Ravenous 4 is a Doctor Who audio boxed set from Big Finish Productions and concludes the latest Eighth Doctor saga with the…well…the Ravenous, in case there was any confusion. Paul McGann is once again in the lead role and accompanied by Nicola Walker and Hattie Morahan, as stalwart companions, Liv Chenka and Helen Sinclair, respectively. Matt Fitton and John Dorney share the writing duties with Ken Bentley serving again as director.
Following on from the last series, Mark Bonnar joins the TARDIS crew as the Eleven, the Time Lord who contends with the personalities of his other selves in one body. The Eleven presents himself as rather reformed when this latest collection begins and is wanting to make amends…..or is he? Anyway, Big Finish has elected to keep the Eleven around for a while longer. I am thinking he has sort of worn out his welcome with me anyway, but Bonnar is a talented enough performer for me to find his continued presence forgivable.
Matt Fitton begins this particular series with Whisper. The Doctor and his rather eclectic group land on an island where there is a creature hunting people down by sound. Not exactly the most original story idea these days, but the performances and sound design make up for the repetition. The story is competently written and serves well enough to set up the rest the set, but it’s not much more than that.
Fitton’s second contribution is a bit more intriguing with Planet of Dust in which the TARDIS crew land upon a world in which slavery is being enforced by the scarcity of water. They know the ruler as the Great Provider, while we fans recognize the handiwork of the Master, once again played by the masterful Geoffrey Beevers. This is the Master who is hideous to look up on, but a joy to listen to with Beevers delivering his lines in the familiar silky malevolence that can chill the bones of the listener in the right setting. By the way, Beevers himself is not hideous to look upon in case that was not clear. This is where the Ravenous also starts to reemerge, and the Eleven reveals that he is not quite that interested in resuming on his path to redemption. The story is a bit more engaging on its own, and the performances and production make it much more enjoyable. Fitton will sometimes use ideas that can seem a little overused at times, but he usually manages to come through with an enjoyable tale. He does so with his contribution to this set as well.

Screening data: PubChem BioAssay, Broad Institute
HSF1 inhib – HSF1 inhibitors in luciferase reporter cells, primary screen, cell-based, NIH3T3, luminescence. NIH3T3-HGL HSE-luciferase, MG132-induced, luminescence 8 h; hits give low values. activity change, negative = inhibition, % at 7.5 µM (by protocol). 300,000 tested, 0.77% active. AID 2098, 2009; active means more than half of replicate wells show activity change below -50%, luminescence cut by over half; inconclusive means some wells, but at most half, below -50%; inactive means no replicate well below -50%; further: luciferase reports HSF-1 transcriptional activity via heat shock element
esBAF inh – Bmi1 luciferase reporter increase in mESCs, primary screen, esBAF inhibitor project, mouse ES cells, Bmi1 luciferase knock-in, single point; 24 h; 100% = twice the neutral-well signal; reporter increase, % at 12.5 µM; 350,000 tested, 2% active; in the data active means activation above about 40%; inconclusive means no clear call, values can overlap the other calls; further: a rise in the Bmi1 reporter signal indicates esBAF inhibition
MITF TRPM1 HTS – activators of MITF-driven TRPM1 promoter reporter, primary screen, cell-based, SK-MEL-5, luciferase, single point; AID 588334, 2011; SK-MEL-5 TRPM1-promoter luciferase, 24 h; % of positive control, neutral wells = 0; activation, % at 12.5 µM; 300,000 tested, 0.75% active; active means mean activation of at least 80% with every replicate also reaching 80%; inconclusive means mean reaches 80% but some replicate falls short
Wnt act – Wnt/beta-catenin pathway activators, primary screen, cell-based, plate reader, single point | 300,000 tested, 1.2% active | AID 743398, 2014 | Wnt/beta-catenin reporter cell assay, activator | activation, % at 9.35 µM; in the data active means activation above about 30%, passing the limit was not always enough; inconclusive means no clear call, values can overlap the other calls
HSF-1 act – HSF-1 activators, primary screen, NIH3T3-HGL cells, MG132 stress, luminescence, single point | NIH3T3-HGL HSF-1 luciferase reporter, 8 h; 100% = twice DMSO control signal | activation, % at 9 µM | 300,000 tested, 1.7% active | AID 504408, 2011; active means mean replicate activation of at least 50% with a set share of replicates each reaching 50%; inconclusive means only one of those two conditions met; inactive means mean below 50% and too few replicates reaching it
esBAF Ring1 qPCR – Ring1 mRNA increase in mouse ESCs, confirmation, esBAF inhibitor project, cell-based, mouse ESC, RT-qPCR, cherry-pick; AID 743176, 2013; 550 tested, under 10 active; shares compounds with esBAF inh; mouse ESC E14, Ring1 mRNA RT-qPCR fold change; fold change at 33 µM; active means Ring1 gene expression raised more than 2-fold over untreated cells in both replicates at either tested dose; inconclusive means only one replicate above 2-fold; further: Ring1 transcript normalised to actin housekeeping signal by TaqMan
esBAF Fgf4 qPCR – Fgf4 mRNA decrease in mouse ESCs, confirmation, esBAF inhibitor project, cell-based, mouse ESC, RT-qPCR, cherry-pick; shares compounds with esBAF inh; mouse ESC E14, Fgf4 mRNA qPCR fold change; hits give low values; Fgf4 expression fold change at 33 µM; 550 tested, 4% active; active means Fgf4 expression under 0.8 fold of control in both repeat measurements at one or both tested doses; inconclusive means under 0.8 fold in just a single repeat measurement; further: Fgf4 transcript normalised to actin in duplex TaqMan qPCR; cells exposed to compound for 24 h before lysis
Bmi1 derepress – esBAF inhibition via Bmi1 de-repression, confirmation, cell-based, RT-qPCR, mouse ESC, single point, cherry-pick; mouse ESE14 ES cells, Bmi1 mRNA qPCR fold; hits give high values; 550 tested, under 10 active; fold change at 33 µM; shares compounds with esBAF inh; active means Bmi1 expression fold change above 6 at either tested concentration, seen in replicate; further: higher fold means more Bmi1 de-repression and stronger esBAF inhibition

John Dorney gets the pleasure of wrapping up this saga with a two parter concluding story. Day of the Master brings about an extravaganza of evil doers. The listener gets to hear how the Ravenous came into being. Another legendary Time Lord known as Artron is introduced and played by Rob Whitelock. Eric Roberts, who played the Master in the 1996 television movie with McGann, is back. Derek Jacobi returns as the version known as the War Master. Michelle Gomez is also back as Missy, the ill-advised female version of the Master. Missy actually kind of works here. Gomez is actually a wonderful performer as she was in the television series with Peter Capaldi, but the revelation of a female Master sort of induced some exasperated eye-rolling from me when she first came on the scene. This story is a bit of a mess and little hard to visualize at times, but it’s still quite fun. All of the Masters interacting with each other is just witty enough for me to just go with it.
Paul McGann and the usual regular cast members for this particular era are fine. I certainly want more Eighth Doctor stories, but Liv and Helen feel like they have been around a little too long. I don’t dislike them, but I am not going to get terribly misty eyed if one or the other go on to different pastures.
Overall, I think this is a solidly enjoyable set, but some of what was done felt a bit like padding and done as a bit of a stunt. The Ravenous is probably an adversary that would work better visually over trying to imagine it. It’s just a big noisy monster who eats all things Gallifreyan. The other guest cast such as Clifford Samuel, Natalie Simpson, and Chris Jarman were well chosen, but Big Finish almost always gets that right.
Now that the story of the Ravenous has come to a close, let’s see what challenges and catastrophes are in store for the Eighth Doctor next.